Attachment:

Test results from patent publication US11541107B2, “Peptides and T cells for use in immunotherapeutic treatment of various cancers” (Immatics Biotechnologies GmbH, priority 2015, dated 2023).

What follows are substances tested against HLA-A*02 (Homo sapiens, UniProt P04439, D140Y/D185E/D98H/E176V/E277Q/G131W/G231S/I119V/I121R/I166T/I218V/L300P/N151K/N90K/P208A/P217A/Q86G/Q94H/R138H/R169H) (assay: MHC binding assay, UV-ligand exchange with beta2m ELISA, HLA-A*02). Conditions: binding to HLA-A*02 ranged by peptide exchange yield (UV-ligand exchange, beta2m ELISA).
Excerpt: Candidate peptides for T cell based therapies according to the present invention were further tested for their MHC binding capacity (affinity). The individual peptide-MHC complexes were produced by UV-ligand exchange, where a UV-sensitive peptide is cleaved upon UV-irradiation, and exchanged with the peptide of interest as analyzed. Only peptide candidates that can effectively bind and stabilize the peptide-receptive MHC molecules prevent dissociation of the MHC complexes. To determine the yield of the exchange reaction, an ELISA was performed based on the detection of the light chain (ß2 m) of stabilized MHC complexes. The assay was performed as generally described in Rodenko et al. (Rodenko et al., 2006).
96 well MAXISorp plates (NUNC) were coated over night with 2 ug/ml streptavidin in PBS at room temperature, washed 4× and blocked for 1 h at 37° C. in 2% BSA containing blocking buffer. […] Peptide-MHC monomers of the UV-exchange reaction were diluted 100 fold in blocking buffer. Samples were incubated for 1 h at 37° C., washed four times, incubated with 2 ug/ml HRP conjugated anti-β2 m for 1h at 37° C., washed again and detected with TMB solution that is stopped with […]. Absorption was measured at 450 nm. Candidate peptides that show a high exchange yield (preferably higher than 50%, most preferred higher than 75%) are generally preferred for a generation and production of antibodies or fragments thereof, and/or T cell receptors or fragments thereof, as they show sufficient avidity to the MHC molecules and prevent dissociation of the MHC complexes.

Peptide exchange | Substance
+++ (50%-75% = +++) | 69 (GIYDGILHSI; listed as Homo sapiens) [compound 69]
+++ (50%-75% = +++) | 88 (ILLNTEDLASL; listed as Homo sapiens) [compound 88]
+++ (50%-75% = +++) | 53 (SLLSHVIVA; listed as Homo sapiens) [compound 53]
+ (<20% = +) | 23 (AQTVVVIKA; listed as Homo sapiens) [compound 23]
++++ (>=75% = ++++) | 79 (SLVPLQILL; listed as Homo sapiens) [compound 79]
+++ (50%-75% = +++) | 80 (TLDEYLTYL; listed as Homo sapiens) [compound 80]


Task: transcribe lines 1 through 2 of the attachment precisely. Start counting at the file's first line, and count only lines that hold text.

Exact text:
Test results from patent publication US11541107B2, “Peptides and T cells for use in immunotherapeutic treatment of various cancers” (Immatics Biotechnologies GmbH, priority 2015, dated 2023).

What follows are substances tested against HLA-A*02 (Homo sapiens, UniProt P04439, D140Y/D185E/D98H/E176V/E277Q/G131W/G231S/I119V/I121R/I166T/I218V/L300P/N151K/N90K/P208A/P217A/Q86G/Q94H/R138H/R169H) (assay: MHC binding assay, UV-ligand exchange with beta2m ELISA, HLA-A*02). Conditions: binding to HLA-A*02 ranged by peptide exchange yield (UV-ligand exchange, beta2m ELISA).